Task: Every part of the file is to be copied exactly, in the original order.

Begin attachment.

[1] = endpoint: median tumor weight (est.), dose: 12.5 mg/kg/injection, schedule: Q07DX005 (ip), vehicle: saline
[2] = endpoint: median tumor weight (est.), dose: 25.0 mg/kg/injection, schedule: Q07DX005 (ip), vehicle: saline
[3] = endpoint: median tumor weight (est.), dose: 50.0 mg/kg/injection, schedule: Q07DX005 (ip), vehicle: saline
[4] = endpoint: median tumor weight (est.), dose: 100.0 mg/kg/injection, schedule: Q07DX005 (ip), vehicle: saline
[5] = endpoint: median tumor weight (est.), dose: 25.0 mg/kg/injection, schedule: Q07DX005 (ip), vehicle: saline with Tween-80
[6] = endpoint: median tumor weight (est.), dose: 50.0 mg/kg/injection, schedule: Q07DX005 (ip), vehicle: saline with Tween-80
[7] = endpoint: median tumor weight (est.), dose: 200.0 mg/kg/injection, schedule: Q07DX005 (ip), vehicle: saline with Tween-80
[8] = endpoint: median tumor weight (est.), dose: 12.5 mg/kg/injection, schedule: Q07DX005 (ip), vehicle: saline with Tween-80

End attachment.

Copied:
[1] = endpoint: median tumor weight (est.), dose: 12.5 mg/kg/injection, schedule: Q07DX005 (ip), vehicle: saline
[2] = endpoint: median tumor weight (est.), dose: 25.0 mg/kg/injection, schedule: Q07DX005 (ip), vehicle: saline
[3] = endpoint: median tumor weight (est.), dose: 50.0 mg/kg/injection, schedule: Q07DX005 (ip), vehicle: saline
[4] = endpoint: median tumor weight (est.), dose: 100.0 mg/kg/injection, schedule: Q07DX005 (ip), vehicle: saline
[5] = endpoint: median tumor weight (est.), dose: 25.0 mg/kg/injection, schedule: Q07DX005 (ip), vehicle: saline with Tween-80
[6] = endpoint: median tumor weight (est.), dose: 50.0 mg/kg/injection, schedule: Q07DX005 (ip), vehicle: saline with Tween-80
[7] = endpoint: median tumor weight (est.), dose: 200.0 mg/kg/injection, schedule: Q07DX005 (ip), vehicle: saline with Tween-80
[8] = endpoint: median tumor weight (est.), dose: 12.5 mg/kg/injection, schedule: Q07DX005 (ip), vehicle: saline with Tween-80